Eyes front: Video may have killed the radio star, as the song says, but television has only bruised the movie screen, despite 70 years of trying to offer an experience to rival the cinema experience. Now cell phones and other mobile devices are competing with television.
Technology gurus have been trying for decades to create personal virtual screens that you can use to watch TV or video anywhere, with disappointing results. Most of the limitations have been solved with developments of the technology needed to drive gadgets such as iPods and 1-Seg mobile TVs.
Japanese technology distributor iSonic is boldly going where some have failed before with the recent release of Myvu Corp.’s personal media-viewer glasses — binocular head-mounted video displays. Plug these special glasses into a video source and the image is projected onto a small screen inside the visor.
Wearing a Myvu set is like wearing a pair of sunglasses with a rectangular screen taking up about one-third of the view. The picture is claimed to be like sitting 2 meters in front of a 37-inch TV screen. Stereo noise-reducing earphones by Ultimate Ears, which are attached to the frames of the glasses, complete the package. The devices can be used with various portable-media players, DVD players, mobile phones and game consoles.
iSonic is rolling out two models of the Myvu device in Japan: the Crystal 701 and Shades 301, both of which work with the various video-capable iPods, but not the much-heralded iPhone.
The larger 301, with its rather dubious dark lenses, has a battery life of 10 hours, a resolution of 320×240 pixels and costs ¥34,800. The more stylish 701 lasts up to four hours, comes in amber or black, has a resolution of 640×480 and costs ¥44,800.
Never get lost: In times past, figuring out where you were required a little knowledge, a map and maybe a compass. The electronics age has almost eliminated the need for such knowledge. GPS tracking allows you to figure out where you are with more precision than the finest compass and with as little exertion as pushing a button or two.
IBS Japan is adding to the GPS craze on the consumer level with its new GPS20C Bluetooth receiver, a dark oblong device about the size of a key holder and complete with a key ring. The GPS20C picks up GPS signals that pinpoint its location and relays that information to a Bluetooth device, such as a keitai (cell phone). It is compatible with Windows, Windows Mobile and BlackBerry systems.
The GPS20C can receive up to 20 channels, maximizing its chances of getting a signal. It contains a SiRFstar III chip and has Bluetooth 2.0, measures 39×33×19 mm and weighs only 28 grams.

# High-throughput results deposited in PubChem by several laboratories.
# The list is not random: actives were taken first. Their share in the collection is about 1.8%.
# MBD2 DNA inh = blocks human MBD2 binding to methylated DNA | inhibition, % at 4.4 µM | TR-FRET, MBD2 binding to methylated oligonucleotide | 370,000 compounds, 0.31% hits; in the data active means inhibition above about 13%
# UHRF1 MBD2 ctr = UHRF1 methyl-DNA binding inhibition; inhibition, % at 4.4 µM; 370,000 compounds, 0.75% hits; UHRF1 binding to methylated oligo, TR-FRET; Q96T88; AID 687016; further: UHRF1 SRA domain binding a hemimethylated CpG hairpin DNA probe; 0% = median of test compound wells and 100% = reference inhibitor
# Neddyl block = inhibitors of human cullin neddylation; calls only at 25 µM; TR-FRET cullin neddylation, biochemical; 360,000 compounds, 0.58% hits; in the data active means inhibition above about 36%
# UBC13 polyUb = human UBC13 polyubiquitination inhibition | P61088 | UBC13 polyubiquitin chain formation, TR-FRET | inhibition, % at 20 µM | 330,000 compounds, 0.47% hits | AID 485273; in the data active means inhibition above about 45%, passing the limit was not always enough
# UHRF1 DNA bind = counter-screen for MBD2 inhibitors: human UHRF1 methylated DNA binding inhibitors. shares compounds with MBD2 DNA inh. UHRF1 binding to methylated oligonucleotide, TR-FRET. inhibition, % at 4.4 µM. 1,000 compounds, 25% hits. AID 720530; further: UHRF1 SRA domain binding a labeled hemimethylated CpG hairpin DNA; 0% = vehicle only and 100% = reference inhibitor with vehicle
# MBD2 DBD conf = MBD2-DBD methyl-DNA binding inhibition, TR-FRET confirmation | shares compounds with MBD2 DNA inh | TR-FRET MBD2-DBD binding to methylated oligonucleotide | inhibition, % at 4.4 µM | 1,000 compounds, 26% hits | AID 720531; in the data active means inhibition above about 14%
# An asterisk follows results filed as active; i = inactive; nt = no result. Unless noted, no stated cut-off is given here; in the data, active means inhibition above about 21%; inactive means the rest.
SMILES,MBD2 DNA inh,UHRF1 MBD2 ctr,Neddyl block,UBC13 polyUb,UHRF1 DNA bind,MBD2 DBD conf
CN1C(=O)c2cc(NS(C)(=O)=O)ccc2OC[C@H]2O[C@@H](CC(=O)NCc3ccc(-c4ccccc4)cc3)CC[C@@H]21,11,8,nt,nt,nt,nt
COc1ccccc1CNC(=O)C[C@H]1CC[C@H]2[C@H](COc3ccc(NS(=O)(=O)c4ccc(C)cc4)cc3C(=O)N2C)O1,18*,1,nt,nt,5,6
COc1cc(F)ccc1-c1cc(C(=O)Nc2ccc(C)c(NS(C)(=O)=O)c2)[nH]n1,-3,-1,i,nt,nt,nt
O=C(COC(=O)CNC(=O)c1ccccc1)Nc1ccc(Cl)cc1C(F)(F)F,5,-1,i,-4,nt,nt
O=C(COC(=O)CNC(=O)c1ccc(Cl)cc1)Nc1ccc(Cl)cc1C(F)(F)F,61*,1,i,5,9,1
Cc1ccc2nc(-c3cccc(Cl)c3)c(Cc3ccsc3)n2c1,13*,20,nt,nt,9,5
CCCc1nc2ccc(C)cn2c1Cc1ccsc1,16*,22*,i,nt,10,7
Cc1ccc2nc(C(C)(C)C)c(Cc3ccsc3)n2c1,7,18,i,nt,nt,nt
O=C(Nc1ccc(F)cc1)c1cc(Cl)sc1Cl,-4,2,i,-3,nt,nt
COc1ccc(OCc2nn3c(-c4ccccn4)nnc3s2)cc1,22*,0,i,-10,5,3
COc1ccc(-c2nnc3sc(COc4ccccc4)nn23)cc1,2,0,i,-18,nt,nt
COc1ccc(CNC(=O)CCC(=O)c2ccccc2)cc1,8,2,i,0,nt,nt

Hikers and other outdoor types would seem to be a natural market for these devices, but photographers are also likely buyers. The GPS20C can operate in temperatures varying from -20 C to 60 C, so while much of the Arctic might be out, you shouldn’t get lost while on a stroll in the Sahara. The gadget costs ¥8,980 and is available now. www.ibsjapan.co.jp/news/62.html
Powered-up: Electric bicycles are a quirky form of transport. The idea is that by boosting the efficiency of human pedaling, bicycles become a more viable alternative to less environmentally-friendly transport mainstays such as scooters and cars. Electric assistance allows even the least robust of legs to power up hills. Unfortunately for the makers, high costs, heavy power units and a limited battery life have held these products back.
Panasonic, a longtime maker of power-assisted bikes, is trying to increase their attraction by boosting the range of the bikes with its new Lithium Vivi RX-10S electric bicycle. It does this in two ways. First, the act of braking helps to partially recharge the bike’s Li-ion battery. The bike also features an automatic mode that redistributes the amount of electrical power applied to the wheels, depending on the cycling conditions. Low assistance is provided when riding along a flat road, medium for shallow slopes and high for steeper inclines. When the bike is coasting downhill, the assistance is shut off, allowing gravity to carry the workload. Panasonic claims that when the automatic mode is used, the range of the bicycles on one recharge is extended to about 180 km, up from the usual 120 km. The Lithium Vivi RX-10S hits the road on Aug. 20 priced at ¥150,000.
These bikes have distinct green credentials, but their high cost tends to put the brakes on any enthusiasm. For ¥150,000, you could buy a half-dozen or so ordinary bikes. But if it gets people to hit the pedals then it is worth it, especially for the less able-bodied (or the metabolic syndrome crowd). www.panabyc.co.jp